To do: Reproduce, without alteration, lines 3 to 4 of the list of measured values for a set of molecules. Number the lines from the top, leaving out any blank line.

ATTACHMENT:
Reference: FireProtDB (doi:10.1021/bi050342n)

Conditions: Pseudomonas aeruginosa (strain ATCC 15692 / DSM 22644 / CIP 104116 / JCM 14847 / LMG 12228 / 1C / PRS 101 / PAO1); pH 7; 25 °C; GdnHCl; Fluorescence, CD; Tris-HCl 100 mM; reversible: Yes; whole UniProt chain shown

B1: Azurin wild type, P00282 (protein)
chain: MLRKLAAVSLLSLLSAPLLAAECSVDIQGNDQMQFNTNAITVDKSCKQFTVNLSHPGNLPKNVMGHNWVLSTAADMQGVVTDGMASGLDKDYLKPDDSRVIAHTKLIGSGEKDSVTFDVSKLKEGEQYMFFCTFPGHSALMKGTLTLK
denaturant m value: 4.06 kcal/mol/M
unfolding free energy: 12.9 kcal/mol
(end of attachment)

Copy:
B1: Azurin wild type, P00282 (protein)
chain: MLRKLAAVSLLSLLSAPLLAAECSVDIQGNDQMQFNTNAITVDKSCKQFTVNLSHPGNLPKNVMGHNWVLSTAADMQGVVTDGMASGLDKDYLKPDDSRVIAHTKLIGSGEKDSVTFDVSKLKEGEQYMFFCTFPGHSALMKGTLTLK